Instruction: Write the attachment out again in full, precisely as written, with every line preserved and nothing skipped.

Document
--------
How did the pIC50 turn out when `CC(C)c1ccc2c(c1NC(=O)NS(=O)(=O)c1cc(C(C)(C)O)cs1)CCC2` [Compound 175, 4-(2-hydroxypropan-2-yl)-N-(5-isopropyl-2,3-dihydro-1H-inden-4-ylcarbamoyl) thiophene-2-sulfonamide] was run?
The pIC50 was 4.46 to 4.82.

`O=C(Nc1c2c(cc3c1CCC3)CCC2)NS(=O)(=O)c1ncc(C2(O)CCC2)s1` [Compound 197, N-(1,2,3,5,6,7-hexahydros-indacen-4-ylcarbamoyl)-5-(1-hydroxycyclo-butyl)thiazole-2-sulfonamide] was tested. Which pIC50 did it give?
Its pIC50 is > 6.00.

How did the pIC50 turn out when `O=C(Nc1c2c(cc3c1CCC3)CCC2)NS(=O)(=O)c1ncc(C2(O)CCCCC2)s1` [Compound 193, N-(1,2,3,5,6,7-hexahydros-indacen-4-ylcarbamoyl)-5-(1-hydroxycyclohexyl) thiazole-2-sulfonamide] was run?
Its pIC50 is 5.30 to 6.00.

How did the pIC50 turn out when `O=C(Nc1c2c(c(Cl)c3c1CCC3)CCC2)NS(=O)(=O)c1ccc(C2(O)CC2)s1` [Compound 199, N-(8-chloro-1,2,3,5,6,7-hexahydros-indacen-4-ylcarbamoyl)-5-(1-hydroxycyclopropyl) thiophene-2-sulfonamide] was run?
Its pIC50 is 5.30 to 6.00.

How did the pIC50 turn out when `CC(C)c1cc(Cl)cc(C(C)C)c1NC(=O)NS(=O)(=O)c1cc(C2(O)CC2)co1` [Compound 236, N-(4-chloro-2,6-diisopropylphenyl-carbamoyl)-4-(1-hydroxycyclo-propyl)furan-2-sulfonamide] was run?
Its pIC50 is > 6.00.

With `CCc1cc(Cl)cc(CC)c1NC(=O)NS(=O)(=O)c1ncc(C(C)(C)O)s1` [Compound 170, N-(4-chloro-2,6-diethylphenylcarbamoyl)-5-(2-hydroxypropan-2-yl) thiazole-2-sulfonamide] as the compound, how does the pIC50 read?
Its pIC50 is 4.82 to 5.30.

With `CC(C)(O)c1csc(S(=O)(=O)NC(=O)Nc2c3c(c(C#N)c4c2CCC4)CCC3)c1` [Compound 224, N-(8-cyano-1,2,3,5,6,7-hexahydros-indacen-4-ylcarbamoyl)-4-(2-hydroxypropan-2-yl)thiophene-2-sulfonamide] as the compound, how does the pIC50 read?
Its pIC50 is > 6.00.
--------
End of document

How did the pIC50 turn out when `CC(C)c1ccc2c(c1NC(=O)NS(=O)(=O)c1cc(C(C)(C)O)cs1)CCC2` [Compound 175, 4-(2-hydroxypropan-2-yl)-N-(5-isopropyl-2,3-dihydro-1H-inden-4-ylcarbamoyl) thiophene-2-sulfonamide] was run?
The pIC50 was 4.46 to 4.82.

`O=C(Nc1c2c(cc3c1CCC3)CCC2)NS(=O)(=O)c1ncc(C2(O)CCC2)s1` [Compound 197, N-(1,2,3,5,6,7-hexahydros-indacen-4-ylcarbamoyl)-5-(1-hydroxycyclo-butyl)thiazole-2-sulfonamide] was tested. Which pIC50 did it give?
Its pIC50 is > 6.00.

How did the pIC50 turn out when `O=C(Nc1c2c(cc3c1CCC3)CCC2)NS(=O)(=O)c1ncc(C2(O)CCCCC2)s1` [Compound 193, N-(1,2,3,5,6,7-hexahydros-indacen-4-ylcarbamoyl)-5-(1-hydroxycyclohexyl) thiazole-2-sulfonamide] was run?
Its pIC50 is 5.30 to 6.00.

How did the pIC50 turn out when `O=C(Nc1c2c(c(Cl)c3c1CCC3)CCC2)NS(=O)(=O)c1ccc(C2(O)CC2)s1` [Compound 199, N-(8-chloro-1,2,3,5,6,7-hexahydros-indacen-4-ylcarbamoyl)-5-(1-hydroxycyclopropyl) thiophene-2-sulfonamide] was run?
Its pIC50 is 5.30 to 6.00.

How did the pIC50 turn out when `CC(C)c1cc(Cl)cc(C(C)C)c1NC(=O)NS(=O)(=O)c1cc(C2(O)CC2)co1` [Compound 236, N-(4-chloro-2,6-diisopropylphenyl-carbamoyl)-4-(1-hydroxycyclo-propyl)furan-2-sulfonamide] was run?
Its pIC50 is > 6.00.

With `CCc1cc(Cl)cc(CC)c1NC(=O)NS(=O)(=O)c1ncc(C(C)(C)O)s1` [Compound 170, N-(4-chloro-2,6-diethylphenylcarbamoyl)-5-(2-hydroxypropan-2-yl) thiazole-2-sulfonamide] as the compound, how does the pIC50 read?
Its pIC50 is 4.82 to 5.30.

With `CC(C)(O)c1csc(S(=O)(=O)NC(=O)Nc2c3c(c(C#N)c4c2CCC4)CCC3)c1` [Compound 224, N-(8-cyano-1,2,3,5,6,7-hexahydros-indacen-4-ylcarbamoyl)-4-(2-hydroxypropan-2-yl)thiophene-2-sulfonamide] as the compound, how does the pIC50 read?
Its pIC50 is > 6.00.